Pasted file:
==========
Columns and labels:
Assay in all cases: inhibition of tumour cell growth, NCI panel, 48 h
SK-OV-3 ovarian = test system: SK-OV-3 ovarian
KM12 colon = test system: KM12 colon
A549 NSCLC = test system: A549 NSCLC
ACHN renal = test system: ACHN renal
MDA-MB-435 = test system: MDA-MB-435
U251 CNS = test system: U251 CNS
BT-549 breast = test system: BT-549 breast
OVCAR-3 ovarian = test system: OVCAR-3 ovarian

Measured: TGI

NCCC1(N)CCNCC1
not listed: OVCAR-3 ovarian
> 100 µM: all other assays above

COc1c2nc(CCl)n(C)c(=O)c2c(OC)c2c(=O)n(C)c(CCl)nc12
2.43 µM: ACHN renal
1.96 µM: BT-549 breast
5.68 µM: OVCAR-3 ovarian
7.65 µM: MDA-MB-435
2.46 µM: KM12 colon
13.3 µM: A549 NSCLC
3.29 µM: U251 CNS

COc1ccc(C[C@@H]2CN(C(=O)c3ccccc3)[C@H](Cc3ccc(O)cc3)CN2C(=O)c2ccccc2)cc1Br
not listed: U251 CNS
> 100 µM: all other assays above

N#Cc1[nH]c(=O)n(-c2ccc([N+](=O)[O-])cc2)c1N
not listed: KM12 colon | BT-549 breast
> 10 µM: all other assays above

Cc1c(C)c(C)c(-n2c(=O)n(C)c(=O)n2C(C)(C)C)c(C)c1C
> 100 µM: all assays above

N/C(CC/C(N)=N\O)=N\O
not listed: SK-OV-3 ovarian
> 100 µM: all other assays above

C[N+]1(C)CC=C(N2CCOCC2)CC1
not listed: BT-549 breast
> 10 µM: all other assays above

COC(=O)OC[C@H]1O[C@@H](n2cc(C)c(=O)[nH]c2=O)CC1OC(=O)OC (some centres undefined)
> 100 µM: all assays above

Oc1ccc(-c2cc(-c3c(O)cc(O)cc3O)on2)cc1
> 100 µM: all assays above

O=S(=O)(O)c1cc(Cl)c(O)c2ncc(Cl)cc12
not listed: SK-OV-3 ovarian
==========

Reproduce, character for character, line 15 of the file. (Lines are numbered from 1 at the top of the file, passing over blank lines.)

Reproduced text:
COc1c2nc(CCl)n(C)c(=O)c2c(OC)c2c(=O)n(C)c(CCl)nc12